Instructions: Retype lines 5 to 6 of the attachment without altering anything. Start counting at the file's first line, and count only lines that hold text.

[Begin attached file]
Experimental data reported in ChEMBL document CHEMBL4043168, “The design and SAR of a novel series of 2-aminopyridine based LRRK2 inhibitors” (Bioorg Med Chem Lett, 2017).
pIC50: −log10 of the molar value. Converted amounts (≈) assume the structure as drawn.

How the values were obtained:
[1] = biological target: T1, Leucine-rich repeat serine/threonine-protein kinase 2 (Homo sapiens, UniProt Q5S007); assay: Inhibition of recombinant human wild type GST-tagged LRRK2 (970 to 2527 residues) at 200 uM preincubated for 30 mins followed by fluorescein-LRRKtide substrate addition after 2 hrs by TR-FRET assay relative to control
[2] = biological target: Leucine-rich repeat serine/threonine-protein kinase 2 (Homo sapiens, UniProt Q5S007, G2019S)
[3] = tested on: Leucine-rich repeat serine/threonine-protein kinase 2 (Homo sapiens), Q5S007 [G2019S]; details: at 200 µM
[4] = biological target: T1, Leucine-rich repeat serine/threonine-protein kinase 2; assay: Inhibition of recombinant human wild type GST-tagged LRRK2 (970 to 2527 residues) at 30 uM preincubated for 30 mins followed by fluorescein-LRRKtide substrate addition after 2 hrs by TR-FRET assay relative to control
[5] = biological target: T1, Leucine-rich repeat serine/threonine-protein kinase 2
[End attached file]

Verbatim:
[2] = biological target: Leucine-rich repeat serine/threonine-protein kinase 2 (Homo sapiens, UniProt Q5S007, G2019S)
[3] = tested on: Leucine-rich repeat serine/threonine-protein kinase 2 (Homo sapiens), Q5S007 [G2019S]; details: at 200 µM